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Op-ed

Is It Too Late To Scapegoat & Regulate Social Media?

Should we forgive those who run us through history if they seem out of touch with the political correctness of technology? 

Wrexham MP Ian Lucas, who the BBC published a story on in early February, and whose claims that ‘social media is ruining politics,’ has opened the door to a new debate on how much of the political world we once knew has shape-shifted.

In Arthur Miller’s Death of a Salesman, a picture is painted of how out of touch the day-to-day salesman was with the changing society of the late 40s. This allegory similarly applies to the postmodern political age, where we are immune to misinformation, and under oath of political ideologies that limit actual political action, but reverberate rhetoric and clickbait debates.

There is a growing concern across the U.K. and U.S. in light of the Cambridge Analytica scandal that proved just how much social media can impact an election. Looking closer at the local and general elections through 2015-2017, especially the European referendum, Lucas highlights an interesting point that the nature of traditional politics has been shape-shifted, and is arguably out of touch. Though not all data is evil, there is nonetheless a growing divide between democratic freedom of speech, and genuine threat when it comes to the nature of politics and social media.

Ian Lucas explains the beginning of this shift in the political sphere due to the growing power of social media by stating, “the way of funding elections has changed beyond recognition. I think that the most profound issue when it comes to social media, is the private businesses that are a huge power in terms of delivering information which is not in any way verified or presided and can be even unknown by a candidate in an election – we don’t even know that this information is being conveyed and we also don’t know who it is being conveyed to.”

The thing with data is that it generates this infamous ideology of ‘fake news’ that gets infused into political dialogue time and time again. What it has done to politicians and elections doesn’t even compare to the damage that it has done to the public when it comes to being misinformed about politics.

Matt Coolidge, a founder of the company CIVIL, a new block-chain technology news corporation finds that, “the saddest thing, beyond the whole notion of declining public trust in the media, is the fact that you know there is a lot of data coming out now that people are just sick of it. It’s like they don’t care anymore to even pass fact from fiction, and that is where we are entering this terrifying Orwellian reality.”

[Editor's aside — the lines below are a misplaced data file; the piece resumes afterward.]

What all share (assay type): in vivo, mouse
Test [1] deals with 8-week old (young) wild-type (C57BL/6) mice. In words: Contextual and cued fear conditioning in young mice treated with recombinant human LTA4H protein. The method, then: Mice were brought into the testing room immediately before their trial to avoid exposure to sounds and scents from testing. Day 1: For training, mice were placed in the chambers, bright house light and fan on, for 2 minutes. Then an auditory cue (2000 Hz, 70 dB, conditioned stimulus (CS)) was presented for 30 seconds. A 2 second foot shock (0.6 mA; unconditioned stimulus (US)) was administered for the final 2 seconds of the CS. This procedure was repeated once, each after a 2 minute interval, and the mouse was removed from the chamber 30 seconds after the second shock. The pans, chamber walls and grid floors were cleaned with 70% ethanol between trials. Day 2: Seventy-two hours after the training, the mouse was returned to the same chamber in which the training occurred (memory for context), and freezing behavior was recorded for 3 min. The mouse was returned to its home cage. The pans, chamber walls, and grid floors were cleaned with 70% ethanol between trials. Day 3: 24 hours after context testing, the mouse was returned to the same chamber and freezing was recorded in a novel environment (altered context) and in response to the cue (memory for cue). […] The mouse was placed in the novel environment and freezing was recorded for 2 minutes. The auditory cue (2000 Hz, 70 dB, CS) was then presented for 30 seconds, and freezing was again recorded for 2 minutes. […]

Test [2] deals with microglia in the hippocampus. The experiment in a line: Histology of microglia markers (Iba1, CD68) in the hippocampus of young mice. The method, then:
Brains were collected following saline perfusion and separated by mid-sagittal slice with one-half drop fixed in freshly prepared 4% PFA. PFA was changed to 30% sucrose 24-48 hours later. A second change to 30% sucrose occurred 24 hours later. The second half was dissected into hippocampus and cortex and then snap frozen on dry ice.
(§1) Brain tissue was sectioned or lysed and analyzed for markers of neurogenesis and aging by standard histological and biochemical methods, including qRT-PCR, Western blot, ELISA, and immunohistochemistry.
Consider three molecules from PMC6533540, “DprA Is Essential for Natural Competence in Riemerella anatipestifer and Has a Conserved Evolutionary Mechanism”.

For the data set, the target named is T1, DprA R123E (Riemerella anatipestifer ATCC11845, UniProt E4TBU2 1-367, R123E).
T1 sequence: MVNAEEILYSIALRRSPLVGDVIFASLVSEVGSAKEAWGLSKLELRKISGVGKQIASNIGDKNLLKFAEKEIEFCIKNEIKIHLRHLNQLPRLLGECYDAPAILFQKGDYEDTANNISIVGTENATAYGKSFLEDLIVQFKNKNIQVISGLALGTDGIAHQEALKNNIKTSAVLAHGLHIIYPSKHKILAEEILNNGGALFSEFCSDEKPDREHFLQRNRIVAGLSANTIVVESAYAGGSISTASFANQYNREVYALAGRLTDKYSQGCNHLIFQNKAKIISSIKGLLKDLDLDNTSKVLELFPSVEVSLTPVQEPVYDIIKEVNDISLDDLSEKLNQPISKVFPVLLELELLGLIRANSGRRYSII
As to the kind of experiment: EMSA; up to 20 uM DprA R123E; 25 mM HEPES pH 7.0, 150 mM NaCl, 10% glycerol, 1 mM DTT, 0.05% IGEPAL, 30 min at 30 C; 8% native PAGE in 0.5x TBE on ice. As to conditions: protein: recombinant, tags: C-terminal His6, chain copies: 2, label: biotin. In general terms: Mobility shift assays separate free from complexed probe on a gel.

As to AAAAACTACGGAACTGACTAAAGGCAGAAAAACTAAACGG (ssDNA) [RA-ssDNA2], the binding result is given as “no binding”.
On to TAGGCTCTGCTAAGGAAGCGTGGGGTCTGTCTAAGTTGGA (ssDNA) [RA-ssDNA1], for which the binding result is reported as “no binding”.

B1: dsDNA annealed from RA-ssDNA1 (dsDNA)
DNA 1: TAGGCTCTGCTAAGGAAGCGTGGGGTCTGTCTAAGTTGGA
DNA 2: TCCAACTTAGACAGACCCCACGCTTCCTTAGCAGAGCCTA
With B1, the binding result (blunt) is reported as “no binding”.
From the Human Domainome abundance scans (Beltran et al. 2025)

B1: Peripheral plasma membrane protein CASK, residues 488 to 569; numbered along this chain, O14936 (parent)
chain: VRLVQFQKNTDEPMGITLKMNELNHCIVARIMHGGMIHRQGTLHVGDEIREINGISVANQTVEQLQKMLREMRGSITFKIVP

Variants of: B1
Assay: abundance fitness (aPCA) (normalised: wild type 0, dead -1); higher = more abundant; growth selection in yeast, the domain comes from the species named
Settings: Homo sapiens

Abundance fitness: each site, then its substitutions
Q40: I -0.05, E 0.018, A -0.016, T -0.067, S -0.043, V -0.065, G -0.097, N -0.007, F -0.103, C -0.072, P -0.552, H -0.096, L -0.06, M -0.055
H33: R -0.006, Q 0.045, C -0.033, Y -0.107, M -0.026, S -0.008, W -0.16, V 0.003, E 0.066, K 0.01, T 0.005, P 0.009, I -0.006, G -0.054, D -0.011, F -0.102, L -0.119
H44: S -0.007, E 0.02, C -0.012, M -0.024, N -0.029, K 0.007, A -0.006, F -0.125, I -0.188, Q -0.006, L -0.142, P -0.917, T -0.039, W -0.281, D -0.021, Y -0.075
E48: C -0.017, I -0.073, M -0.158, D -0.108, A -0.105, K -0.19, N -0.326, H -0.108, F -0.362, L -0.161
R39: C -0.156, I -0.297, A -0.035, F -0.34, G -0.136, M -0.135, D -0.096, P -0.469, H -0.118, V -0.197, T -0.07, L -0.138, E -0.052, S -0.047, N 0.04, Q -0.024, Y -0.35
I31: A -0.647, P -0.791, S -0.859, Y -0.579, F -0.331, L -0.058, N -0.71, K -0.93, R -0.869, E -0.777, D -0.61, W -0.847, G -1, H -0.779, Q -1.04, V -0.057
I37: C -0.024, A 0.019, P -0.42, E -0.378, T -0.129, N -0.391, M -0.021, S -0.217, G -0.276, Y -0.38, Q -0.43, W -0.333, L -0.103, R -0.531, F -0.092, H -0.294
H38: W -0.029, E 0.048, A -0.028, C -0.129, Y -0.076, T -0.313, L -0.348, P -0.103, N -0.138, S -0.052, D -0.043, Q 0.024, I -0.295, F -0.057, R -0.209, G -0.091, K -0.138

So somewhere between an Orwellian reality and a play by Arthur Miller, we are stuck with this digital weapon called social media in politics, as we face the current battlefield.

As far as the turnouts of the Referendum being impacted if social media had been more regulated, he says, “A lot of people spend a lot of money using social media and the actors in the referendum form a different impact. We had Arron Banks describe to us by using the image in the committee which was a fire storm – you have the fire which is the original story and then the wind just blows it everywhere. That is the way he described the impact of social media. And that wasn’t understood by people like me, I am an apparent professional politician, and in 2016 I didn’t know the impact that that sort of campaigning was happening.”

“I think what it also did was it reached people who weren’t normally involved in politics, all hearing about political issues for the first time and the information they were being given was not accurate a lot of the time. They were suddenly engaged politically by social media. In the way that people like me hadn’t been able to be engaged before. And the impact was very large, and we had a big turnout, a lot of people voted in that election who hadn’t voted before, and it had a very important result.”

Marshall McLuhan, the Toronto professor and philosopher, who created key media theories once described history as nothing but rite words and rote timing. Social media has allowed these words and timings to become more powerful than ever before, and most importantly more accessible to each individual – inside or outside of politics.

“People are not getting their news through these standard broadcast medias, they are receiving it through unregulated unbalanced streams or platforms.”

Lucas continues, “in those circumstances, there is no space to have a discussion or political debate or have points of view that develop echo chambers that are reinforcing prejudices and spreading false allegations. That is building at a level of ignorance that is very damaging on the fundamentals of a democratic society. You have to hear from all different parties to have a legitimate debate, and that is the conventional way to do politics in the U.K., and all of that just went out of line during the last three elections.”

Though the regulation of social media may come as a threat to our democracy, the same democracy has conducted a society where social media has ironically left very little room for fundamental political debate or discussion. Leaving even less room for fundamental political action in the countdown to Brexit. So perhaps it’s not social media that needs to be regulated; for our democracy and politicians have become too much a part of a social media scapegoated system that it is now impossible to see beyond it.

Photo: CBC.ca

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Enthusiast of unwashed politics and all other impenetrable phenomenons, from Jupiter Florida.

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